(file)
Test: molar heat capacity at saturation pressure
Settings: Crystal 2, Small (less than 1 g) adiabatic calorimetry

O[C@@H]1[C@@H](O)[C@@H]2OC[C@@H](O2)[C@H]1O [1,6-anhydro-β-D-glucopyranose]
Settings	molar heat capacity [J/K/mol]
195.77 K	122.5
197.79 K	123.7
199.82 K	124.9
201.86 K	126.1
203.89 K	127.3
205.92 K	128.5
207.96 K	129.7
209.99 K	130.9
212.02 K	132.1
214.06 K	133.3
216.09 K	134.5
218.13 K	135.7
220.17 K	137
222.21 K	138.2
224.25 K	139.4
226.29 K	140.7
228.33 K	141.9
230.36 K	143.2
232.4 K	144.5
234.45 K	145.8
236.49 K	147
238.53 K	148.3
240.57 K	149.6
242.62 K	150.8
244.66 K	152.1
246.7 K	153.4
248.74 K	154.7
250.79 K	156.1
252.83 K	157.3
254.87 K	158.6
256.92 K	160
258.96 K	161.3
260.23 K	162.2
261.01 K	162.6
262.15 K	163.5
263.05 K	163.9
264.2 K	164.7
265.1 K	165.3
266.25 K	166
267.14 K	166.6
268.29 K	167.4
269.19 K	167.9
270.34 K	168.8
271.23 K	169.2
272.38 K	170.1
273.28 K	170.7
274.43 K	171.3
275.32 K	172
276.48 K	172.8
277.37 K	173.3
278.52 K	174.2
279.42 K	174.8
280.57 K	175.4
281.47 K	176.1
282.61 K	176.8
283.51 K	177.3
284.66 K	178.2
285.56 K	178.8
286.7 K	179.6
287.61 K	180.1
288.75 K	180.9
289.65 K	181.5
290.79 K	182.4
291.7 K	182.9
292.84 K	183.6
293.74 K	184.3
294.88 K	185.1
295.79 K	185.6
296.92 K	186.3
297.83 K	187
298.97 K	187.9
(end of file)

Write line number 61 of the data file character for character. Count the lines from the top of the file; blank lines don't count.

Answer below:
284.66 K	178.2